OMAHA, Neb. (AP) -- Federal prosecutors want to know more about billionaire investor Carl Icahn's efforts while he was an adviser to President Donald Trump to change the renewable fuel credits system that was costing one of his companies millions of dollars.
Icahn's company said in a filing with the Securities and Exchange Commission last week that it had received a subpoena for records related to the federal Renewable Fuels Standard and Icahn's role with the White House.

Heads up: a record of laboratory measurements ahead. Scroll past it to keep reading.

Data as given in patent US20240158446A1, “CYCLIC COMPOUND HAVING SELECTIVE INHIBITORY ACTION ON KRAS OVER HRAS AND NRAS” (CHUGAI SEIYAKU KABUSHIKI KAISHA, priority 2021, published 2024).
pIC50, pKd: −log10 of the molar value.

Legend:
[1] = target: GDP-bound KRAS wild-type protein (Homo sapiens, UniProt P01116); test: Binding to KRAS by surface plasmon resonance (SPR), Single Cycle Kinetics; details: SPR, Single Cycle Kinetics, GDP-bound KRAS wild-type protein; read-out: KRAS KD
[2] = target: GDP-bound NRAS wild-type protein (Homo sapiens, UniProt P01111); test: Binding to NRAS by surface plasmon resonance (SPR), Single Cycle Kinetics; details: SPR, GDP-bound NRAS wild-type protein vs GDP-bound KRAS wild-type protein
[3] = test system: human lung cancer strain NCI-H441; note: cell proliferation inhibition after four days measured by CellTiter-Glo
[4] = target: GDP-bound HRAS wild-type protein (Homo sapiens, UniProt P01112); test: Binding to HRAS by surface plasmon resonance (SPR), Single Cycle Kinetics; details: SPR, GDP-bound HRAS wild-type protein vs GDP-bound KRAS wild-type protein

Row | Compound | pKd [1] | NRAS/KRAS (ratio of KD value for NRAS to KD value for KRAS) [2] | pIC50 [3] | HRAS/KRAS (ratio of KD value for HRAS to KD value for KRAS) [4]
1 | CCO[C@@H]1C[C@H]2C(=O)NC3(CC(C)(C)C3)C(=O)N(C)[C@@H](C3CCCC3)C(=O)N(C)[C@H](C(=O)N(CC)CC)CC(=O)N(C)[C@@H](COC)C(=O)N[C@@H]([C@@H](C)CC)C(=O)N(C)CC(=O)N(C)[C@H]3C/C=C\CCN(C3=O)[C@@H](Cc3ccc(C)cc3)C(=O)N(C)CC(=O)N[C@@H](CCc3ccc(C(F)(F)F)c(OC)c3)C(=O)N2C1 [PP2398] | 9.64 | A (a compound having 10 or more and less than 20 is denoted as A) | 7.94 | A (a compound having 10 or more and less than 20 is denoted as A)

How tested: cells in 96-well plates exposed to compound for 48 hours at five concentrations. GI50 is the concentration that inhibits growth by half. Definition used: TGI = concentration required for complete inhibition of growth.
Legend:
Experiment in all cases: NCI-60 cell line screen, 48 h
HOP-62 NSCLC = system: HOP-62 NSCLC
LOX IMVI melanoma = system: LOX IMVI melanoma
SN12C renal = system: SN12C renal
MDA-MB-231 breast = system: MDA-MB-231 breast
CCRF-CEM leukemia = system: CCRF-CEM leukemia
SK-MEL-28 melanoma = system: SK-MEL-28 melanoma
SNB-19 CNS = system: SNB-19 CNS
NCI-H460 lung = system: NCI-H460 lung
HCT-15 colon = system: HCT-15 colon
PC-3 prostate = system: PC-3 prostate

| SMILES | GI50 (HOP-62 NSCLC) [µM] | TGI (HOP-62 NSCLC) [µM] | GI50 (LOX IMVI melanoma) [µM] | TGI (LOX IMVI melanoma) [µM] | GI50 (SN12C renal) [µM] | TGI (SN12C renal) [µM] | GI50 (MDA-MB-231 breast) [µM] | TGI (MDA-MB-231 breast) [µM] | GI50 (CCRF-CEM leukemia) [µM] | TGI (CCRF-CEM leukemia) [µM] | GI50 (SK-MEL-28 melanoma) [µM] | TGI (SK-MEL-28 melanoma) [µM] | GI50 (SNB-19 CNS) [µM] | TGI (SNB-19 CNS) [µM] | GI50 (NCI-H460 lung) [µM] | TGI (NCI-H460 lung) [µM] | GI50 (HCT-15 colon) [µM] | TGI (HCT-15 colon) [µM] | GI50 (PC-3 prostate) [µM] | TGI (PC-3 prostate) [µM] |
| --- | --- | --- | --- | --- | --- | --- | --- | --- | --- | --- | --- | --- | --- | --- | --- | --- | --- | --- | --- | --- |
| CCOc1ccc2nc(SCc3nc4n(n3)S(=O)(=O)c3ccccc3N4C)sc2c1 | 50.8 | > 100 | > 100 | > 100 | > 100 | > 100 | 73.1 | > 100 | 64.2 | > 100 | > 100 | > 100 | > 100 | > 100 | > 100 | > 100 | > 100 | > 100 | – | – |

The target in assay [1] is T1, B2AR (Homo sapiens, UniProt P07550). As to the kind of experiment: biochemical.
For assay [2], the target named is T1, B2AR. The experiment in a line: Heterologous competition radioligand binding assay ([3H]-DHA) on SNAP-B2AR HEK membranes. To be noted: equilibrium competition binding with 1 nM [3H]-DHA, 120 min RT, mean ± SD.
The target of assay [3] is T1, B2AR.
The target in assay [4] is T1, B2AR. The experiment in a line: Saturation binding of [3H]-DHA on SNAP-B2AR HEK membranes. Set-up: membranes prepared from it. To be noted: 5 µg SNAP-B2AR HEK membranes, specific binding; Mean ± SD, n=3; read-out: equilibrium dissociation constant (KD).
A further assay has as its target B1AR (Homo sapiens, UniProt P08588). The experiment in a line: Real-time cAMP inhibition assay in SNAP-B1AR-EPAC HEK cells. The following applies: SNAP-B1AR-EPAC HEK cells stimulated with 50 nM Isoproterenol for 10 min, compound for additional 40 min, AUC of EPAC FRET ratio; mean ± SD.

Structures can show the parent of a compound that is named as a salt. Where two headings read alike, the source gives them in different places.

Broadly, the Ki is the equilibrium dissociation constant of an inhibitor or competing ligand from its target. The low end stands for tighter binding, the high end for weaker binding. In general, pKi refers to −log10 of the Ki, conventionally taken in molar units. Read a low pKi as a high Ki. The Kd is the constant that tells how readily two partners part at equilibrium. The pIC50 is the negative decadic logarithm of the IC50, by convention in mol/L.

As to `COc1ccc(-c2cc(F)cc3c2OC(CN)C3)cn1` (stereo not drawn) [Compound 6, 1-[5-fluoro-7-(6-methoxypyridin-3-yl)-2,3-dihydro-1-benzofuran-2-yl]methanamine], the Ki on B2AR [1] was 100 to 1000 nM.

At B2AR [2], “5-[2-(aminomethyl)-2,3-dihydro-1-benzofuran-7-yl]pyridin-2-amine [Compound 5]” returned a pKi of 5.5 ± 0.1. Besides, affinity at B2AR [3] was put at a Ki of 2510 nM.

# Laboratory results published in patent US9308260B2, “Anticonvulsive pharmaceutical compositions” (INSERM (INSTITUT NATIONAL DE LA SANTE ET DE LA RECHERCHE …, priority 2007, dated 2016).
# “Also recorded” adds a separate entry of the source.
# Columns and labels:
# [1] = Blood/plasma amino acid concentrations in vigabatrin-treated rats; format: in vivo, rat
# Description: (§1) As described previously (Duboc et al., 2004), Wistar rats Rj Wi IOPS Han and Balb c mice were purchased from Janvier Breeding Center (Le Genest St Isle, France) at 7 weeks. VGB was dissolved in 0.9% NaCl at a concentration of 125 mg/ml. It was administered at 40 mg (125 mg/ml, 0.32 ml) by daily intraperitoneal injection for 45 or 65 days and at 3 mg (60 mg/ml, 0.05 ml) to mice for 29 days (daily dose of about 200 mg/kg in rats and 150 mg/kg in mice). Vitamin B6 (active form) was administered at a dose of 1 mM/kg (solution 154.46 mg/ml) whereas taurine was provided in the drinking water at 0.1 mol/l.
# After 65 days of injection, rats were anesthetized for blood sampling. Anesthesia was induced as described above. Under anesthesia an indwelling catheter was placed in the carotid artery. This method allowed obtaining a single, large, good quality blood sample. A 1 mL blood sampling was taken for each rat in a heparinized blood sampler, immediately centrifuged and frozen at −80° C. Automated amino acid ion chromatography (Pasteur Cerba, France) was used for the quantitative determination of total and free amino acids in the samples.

Icahn didn't immediately respond to a message Wednesday.
Icahn resigned in August just before The New Yorker published a story detailing potential conflicts and even possible criminal law violations involving refining rules.
The head of the Environmental Protection Agency has said that he never promised Icahn that changes would be made to the renewable fuel credit rules.